Back in 2011, The Steampunk Bible provided an “illustrated guide to the world of imaginary airships, corsets and goggles, mad scientists, and strange literature.” It was one of the more comprehensive books that tried to tackle the larger definition of the steampunk movement, and I’ve actually loaned it out to a few folks who responded that it really helped them understand the lifestyle, music, art, and literature associated with the word steampunk. Written by Jeff VanderMeer with S.J. Chambers, it’s one of those reference books that all steampunk fans should have on a shelf. (My original review can be found here.)
Jump forward three years, and Jeff VanderMeer has returned along with Desirina Boskovich (a fellow Atlanta resident!) to offer up a sequel of sorts — The Steampunk User’s Manual. As with its predecessor, this full-color hardback reference provides dozens and dozens of essays, photos, interviews, and more… but this time around with a slightly different intention.
Whereas The Steampunk Bible attempted to explore as many aspects of steampunk as possible, The Steampunk User’s Guide is all about offering advice to artists, writers, musicians, and anyone else desiring to live and/or create (re-create?) in this fictional Victorian-esque world.
Whether you’re considering writing a novel, painting a landscape, sewing up a vest, or casting some jewelry, the book opens by suggesting a four-part creative process to keep in mind as you explore the rest of the book. The book is broken into five chapters:
Chapter 1: Steampunk Art and Making
Chapter 2: Steampunk Design: Fashion, Architecture, and Interiors
Chapter 3: Steampunk Storytelling
Chapter 4: Steampunk Music and Performance
Chapter 5: Retro-Future Fantasies and Steampunk Dreams
Each chapter focuses on its title concept(s) and with discussions focusing on the actual hands-on activities and planning involved. There are interviews with all sorts of individuals who not only work and play in a steam-driven world, but who also continue to push the genre in new and unique directions. If you’re looking for instructions on making a pair of goggles and where to buy a suitable vest, this isn’t that book. While there are actual hands-on projects you can follow, I believe what you’ll find most useful are the six sections that are consistent across all chapters, with headers such as “Past and Future: Steering Clear of Clichés,” “Finding Inspiration: Where Do You Get Your Ideas?” and “Seven Pieces of Advice.” If you’re like me, you’ll quickly find your favorite section — mine is “The Working Process” that offers up very personal looks at steampunk makers, writers, and artisans and how they make stuff happen.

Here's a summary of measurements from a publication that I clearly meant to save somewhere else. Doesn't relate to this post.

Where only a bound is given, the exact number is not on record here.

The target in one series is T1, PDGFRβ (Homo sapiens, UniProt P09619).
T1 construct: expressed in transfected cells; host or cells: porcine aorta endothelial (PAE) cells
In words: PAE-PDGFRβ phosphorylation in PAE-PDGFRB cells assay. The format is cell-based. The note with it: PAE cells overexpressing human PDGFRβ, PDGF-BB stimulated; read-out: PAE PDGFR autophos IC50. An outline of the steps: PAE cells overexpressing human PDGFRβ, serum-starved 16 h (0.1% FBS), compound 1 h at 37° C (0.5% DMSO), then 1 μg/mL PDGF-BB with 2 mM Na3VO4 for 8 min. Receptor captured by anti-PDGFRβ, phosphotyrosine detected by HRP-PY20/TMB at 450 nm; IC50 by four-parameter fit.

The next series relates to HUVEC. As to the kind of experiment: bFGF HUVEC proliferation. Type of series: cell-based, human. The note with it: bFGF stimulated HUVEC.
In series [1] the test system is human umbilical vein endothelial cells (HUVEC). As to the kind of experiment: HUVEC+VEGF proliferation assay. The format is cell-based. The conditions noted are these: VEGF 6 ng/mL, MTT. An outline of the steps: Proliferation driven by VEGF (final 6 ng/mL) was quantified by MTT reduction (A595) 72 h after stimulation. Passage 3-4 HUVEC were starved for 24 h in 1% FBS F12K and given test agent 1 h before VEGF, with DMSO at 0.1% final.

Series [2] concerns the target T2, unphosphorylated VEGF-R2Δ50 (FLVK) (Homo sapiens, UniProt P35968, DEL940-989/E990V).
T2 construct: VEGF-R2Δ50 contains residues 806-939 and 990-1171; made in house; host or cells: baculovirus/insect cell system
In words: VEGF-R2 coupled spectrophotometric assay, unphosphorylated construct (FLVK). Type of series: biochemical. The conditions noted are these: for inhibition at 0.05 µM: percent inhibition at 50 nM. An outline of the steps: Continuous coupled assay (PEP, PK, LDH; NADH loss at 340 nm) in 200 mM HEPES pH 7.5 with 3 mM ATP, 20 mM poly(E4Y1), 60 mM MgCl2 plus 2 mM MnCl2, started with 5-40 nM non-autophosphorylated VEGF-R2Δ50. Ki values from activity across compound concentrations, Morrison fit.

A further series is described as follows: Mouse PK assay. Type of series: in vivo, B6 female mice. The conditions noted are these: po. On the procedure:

The Steampunk User’s Manual is a beautifully-designed and well-written book, and it’s got so much eye-candy that you’ll be forgiven for ignoring the text initially and just thumbing through all 250+ pages to stare at all the wonder. However, the book is ultimately about encouraging creators interested in this culture to help grow it and keep it alive. I cannot imagine a true steampunk fan not finishing this book and feeling inspired to do so… I’ll be marching down to my workshop this weekend with a few ideas already in development in my head…
In New York City this weekend? Abrams Image, publisher of The Steampunk Bible and The Steampunk User’s Guide, is partnering with Barnes & Noble and inviting you to a panel discussion on The Steampunk User’s Manual: An Illustrated Practical and Whimsical Guide to Creating Retro Futurist Dreams on Sunday, November 23rd at 2pm EDT. VanderMeer and Boscovich, along with a few other contributors to the book, will be on hand to sign copies. Attendees are also welcome to join the authors and contributors at Madame X bar (94 W Houston St, New York, NY 10012) from 5-8pm (cash bar) for a chance to mingle and chat with other Steampunk enthusiasts. I wish I could be there to attend!